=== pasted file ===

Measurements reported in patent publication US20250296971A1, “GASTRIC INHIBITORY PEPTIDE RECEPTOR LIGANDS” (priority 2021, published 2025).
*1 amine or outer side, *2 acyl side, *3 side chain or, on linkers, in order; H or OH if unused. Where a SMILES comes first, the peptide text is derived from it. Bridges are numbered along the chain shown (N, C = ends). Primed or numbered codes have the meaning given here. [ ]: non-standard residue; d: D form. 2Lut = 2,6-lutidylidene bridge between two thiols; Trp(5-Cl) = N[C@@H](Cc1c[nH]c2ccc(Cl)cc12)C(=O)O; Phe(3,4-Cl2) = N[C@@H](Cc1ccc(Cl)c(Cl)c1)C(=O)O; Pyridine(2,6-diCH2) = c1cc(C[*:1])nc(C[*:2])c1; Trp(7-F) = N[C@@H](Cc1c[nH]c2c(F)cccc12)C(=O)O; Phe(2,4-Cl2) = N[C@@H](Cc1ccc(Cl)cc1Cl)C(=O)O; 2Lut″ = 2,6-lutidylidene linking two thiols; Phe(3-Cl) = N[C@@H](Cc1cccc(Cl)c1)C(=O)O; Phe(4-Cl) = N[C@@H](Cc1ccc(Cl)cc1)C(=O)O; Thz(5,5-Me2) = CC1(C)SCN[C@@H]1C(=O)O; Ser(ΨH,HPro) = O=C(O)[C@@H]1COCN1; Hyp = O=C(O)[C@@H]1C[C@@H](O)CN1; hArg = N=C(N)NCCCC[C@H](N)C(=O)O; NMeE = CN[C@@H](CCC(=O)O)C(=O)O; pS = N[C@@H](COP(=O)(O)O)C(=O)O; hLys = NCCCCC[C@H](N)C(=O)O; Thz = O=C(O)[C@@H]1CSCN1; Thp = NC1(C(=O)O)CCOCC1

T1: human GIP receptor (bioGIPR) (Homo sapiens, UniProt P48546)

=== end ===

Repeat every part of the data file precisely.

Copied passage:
Measurements reported in patent publication US20250296971A1, “GASTRIC INHIBITORY PEPTIDE RECEPTOR LIGANDS” (priority 2021, published 2025).
*1 amine or outer side, *2 acyl side, *3 side chain or, on linkers, in order; H or OH if unused. Where a SMILES comes first, the peptide text is derived from it. Bridges are numbered along the chain shown (N, C = ends). Primed or numbered codes have the meaning given here. [ ]: non-standard residue; d: D form. 2Lut = 2,6-lutidylidene bridge between two thiols; Trp(5-Cl) = N[C@@H](Cc1c[nH]c2ccc(Cl)cc12)C(=O)O; Phe(3,4-Cl2) = N[C@@H](Cc1ccc(Cl)c(Cl)c1)C(=O)O; Pyridine(2,6-diCH2) = c1cc(C[*:1])nc(C[*:2])c1; Trp(7-F) = N[C@@H](Cc1c[nH]c2c(F)cccc12)C(=O)O; Phe(2,4-Cl2) = N[C@@H](Cc1ccc(Cl)cc1Cl)C(=O)O; 2Lut″ = 2,6-lutidylidene linking two thiols; Phe(3-Cl) = N[C@@H](Cc1cccc(Cl)c1)C(=O)O; Phe(4-Cl) = N[C@@H](Cc1ccc(Cl)cc1)C(=O)O; Thz(5,5-Me2) = CC1(C)SCN[C@@H]1C(=O)O; Ser(ΨH,HPro) = O=C(O)[C@@H]1COCN1; Hyp = O=C(O)[C@@H]1C[C@@H](O)CN1; hArg = N=C(N)NCCCC[C@H](N)C(=O)O; NMeE = CN[C@@H](CCC(=O)O)C(=O)O; pS = N[C@@H](COP(=O)(O)O)C(=O)O; hLys = NCCCCC[C@H](N)C(=O)O; Thz = O=C(O)[C@@H]1CSCN1; Thp = NC1(C(=O)O)CCOCC1

T1: human GIP receptor (bioGIPR) (Homo sapiens, UniProt P48546)